H Visas

H visas are separated into seven categories (H-1B: Specialty Occupation, H-1B1: Fast Track H-1B, H1C: Professional nurses working in Health Professional Shortage Area (HPSA), H-2A: Temporary agricultural workers, H-2B: Skilled/unskilled workers provided USCs/LPRs unavailable, H-3 Trainees, and H-4: Accompanying family members), with the most common one being the H-1B visa which requires a bachelor’s degree or higher or in the alternative, its equivalent (work experience is taken into consideration.)  This visa requires a job offer from employer in a U.S. specialty occupation, as in the position requires a specific degree in that field.  The employer must obtain a certification of an Labor Condition Application, which the employer attests that they have made good faith efforts to recruit U.S. workers.  The wage is set by the Department of Labor(DOL) and depends on the location of the position.  The employer is then required to pay the higher between what the DOL sets or what a U.S. employee in the same position is paid.  The bottom line is that the H-1B visa recipient should not be paid less than a qualified U.S. worker.  There is a cap of 65,000 on the number of H-1B visas granted in any calendar year with an additional 20,000 granted to those that acquired a master’s degree in the United States.  The visa, when granted, is valid for six years.

 

L Visas

L visas also known as Intracompany Transferees are granted to an alien who was employed within the 3 years preceding his application, was employed abroad continuously for one year by an affiliate of the U.S. petitioning company.  L-1A is designated for managers or executives.  L-1B are for those with a specialized knowledge.  This visa allows certain employees of an overseas branch of a U.S. company to transfer to the U.S. branch at companies with a qualifying corporate relationship and is therefore wildly used by multinational companies.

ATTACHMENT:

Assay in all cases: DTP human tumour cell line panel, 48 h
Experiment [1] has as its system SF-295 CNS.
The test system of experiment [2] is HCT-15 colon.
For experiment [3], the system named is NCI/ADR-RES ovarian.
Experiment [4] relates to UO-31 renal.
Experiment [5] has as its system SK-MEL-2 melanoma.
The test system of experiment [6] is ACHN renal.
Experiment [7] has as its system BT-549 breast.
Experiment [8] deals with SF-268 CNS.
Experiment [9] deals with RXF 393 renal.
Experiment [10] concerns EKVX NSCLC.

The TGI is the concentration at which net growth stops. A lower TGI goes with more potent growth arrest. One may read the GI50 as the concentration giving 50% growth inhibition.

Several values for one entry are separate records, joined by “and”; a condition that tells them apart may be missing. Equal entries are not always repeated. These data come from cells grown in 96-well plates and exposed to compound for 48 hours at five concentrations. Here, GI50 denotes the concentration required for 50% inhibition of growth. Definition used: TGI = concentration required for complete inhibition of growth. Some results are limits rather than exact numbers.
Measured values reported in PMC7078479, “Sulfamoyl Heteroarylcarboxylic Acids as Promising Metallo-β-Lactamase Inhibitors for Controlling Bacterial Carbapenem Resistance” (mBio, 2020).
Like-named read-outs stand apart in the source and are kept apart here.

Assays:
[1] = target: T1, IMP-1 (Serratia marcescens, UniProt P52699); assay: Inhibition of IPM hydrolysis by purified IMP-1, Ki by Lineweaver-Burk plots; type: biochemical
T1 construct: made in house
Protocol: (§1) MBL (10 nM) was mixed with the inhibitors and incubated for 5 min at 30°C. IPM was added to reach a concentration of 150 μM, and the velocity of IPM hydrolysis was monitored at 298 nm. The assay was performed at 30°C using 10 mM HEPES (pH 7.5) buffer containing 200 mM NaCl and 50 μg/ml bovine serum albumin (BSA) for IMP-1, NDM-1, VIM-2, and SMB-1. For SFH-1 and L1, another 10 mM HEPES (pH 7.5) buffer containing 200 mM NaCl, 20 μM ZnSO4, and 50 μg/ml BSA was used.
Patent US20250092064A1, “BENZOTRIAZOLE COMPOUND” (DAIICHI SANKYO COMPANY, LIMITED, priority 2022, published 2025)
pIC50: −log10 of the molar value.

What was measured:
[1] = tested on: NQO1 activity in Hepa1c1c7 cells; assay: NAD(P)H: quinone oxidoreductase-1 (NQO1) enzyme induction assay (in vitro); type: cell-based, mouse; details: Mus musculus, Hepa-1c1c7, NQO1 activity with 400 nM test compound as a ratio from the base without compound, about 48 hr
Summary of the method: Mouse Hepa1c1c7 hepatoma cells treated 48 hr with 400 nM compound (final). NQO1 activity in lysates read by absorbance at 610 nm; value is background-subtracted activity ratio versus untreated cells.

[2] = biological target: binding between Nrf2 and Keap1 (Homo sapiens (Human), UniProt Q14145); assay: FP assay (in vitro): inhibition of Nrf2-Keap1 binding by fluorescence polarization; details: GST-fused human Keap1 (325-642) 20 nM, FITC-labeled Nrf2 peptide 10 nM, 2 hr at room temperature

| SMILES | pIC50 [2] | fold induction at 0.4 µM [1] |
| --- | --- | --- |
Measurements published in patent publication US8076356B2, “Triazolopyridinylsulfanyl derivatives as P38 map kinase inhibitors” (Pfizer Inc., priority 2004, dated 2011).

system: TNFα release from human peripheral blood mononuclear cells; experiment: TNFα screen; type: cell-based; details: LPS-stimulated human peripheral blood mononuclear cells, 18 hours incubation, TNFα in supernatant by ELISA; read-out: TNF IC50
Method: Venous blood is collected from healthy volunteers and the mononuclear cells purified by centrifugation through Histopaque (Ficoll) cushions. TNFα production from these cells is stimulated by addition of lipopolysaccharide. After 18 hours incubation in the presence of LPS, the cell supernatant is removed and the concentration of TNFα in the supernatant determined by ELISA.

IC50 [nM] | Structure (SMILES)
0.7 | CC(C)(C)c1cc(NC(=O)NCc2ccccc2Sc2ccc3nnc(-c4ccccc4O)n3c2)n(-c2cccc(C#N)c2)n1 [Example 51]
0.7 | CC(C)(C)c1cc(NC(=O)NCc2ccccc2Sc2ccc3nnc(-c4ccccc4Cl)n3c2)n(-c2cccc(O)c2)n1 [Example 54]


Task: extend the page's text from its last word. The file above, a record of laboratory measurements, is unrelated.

O Visas

O visas, are separated into three categories (O-1: extraordinary ability demonstrated by sustained national or international acclaim, O-2: persons accompanying and assisting an O-1 artist or athlete for specific event(s), O-3: spouses and children accompanying and following to join), with the most common one being O-1.  O-1 Visas are granted to people who have “extraordinary ability in the science, arts, education, business or athletics which has been demonstrated by sustained national or international acclaim or has a demonstrated record of extraordinary achievement in the motion picture or television industry.” 8 C.F.R. § 214.2(o)(1)(i).  The alien applicant must seek to enter for the purpose of continuing work in the area of extraordinary ability or achievement. 8 C.F.R. § 214.2(o)(1)(ii)(A)(1) and (2).   It still requires a temporary intent to remain, however there is no foreign-residence requirement.